‘The Last Dance’ for the first time: Week four

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Michael Jordan / mccarmona23 / Flickr / CC BY 2.0

In week four of ESPN’s “The Last Dance,” Michael Jordan reflects further on his attitude towards basketball.

If you didn’t know, I play basketball —  I have since I was less than eight years old. I’d also be the first to tell you about the importance of strong team leadership, mostly because I’ve experienced all different types of it — the good, the bad, and the lack thereof. 

At least I thought I had. 

But, after seeing Michael Jordan run a team, I can say with confidence there is still much I have yet to experience as a player. Most guys I play with, myself included, don’t want to risk their teammates’ approval for victory. We are too scared to throw away everything else for a chance at glory.

Jordan wasn’t.

In week four of ESPN’s 10-part docu-series, “The Last Dance,” I learned for the first time what it’s really like to put winning before everything else. And, to be honest, I don’t think it’s worth it. 

To me, the sight of Jordan tearing up at the end of episode seven was hard to watch. Even if there wasn’t complete regret, Jordan had to have felt some remorse for the way he “played the game,” as he puts it. Why else would he get choked up?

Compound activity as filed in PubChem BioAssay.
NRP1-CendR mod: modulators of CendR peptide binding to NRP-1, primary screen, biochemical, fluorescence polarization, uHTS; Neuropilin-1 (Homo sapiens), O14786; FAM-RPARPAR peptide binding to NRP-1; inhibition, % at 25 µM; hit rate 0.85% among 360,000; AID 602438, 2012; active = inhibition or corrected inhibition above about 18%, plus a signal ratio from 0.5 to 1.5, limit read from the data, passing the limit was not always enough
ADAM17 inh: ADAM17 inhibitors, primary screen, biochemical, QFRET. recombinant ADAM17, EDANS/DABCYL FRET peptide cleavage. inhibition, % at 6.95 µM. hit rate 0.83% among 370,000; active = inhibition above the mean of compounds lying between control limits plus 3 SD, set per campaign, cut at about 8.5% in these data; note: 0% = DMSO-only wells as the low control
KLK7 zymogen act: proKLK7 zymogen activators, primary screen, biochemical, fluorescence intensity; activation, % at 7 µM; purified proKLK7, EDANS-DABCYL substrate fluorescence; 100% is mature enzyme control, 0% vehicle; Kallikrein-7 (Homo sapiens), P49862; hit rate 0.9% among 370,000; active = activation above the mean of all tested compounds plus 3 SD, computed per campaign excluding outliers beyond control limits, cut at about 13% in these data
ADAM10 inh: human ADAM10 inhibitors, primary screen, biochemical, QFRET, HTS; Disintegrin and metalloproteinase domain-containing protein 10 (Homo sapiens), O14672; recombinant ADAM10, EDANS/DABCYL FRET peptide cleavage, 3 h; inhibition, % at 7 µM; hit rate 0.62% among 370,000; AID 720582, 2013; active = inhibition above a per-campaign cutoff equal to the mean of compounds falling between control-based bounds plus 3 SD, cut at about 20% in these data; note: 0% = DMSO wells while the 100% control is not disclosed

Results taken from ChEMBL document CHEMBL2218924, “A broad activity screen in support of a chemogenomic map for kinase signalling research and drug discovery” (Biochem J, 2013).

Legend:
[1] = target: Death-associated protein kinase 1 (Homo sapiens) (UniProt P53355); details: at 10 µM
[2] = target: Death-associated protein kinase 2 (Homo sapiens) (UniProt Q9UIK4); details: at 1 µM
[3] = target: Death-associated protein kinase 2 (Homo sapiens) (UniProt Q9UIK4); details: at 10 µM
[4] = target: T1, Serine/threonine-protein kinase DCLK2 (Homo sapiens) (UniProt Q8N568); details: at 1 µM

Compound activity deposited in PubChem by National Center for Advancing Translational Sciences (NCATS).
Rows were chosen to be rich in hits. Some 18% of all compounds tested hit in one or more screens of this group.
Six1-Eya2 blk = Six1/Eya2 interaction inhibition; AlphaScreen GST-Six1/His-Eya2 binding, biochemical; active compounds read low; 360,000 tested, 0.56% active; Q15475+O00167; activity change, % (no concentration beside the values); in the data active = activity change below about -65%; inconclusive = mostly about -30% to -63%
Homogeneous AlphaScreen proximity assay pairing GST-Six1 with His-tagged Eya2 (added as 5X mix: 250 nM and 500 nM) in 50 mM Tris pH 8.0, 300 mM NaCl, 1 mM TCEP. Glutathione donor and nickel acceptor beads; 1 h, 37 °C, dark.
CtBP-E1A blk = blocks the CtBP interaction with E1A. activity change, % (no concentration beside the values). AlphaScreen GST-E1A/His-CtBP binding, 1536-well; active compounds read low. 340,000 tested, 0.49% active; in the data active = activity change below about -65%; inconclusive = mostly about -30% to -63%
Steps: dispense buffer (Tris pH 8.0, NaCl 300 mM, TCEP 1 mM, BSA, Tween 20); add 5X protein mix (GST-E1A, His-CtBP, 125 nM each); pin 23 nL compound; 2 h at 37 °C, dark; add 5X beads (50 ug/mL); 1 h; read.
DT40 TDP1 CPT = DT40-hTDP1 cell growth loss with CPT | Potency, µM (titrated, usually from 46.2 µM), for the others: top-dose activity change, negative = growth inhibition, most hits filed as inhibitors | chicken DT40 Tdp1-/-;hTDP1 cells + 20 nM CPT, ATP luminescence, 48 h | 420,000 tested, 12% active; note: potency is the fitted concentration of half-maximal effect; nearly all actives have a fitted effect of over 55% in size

It’s difficult for me to discern what route to take in my own basketball career after watching Jordan’s story. Heading into my senior year, most likely my “last dance” as a player, a part of me wants to risk everything for the next eight months and give it a shot. But, looking at Jordan now, I can’t say that’s the way I want to look back on my career.

I want to look back at my career and smile, I want to laugh with my teammates, and I want to enjoy every minute that I have left to play. But I want to win, too. 

If there’s a way to win without so much sacrifice, I’m running out of time to find it. I look at Jordan and wonder if he enjoyed his career as much as I want to enjoy mine. I don’t think he did.

From watching “The Last Dance,” it has become clear to me that Jordan had his foot halfway out the door throughout his reign. My question is how can you be content if you always want to be elsewhere? 

But then again, I’m not Jordan. I’ll never know what it was really like to put it all on the line for victory — and that’s my decision. Jordan’s decision was his. That’s why he’s the greatest. That’s why I’m not, and I’m alright with that.

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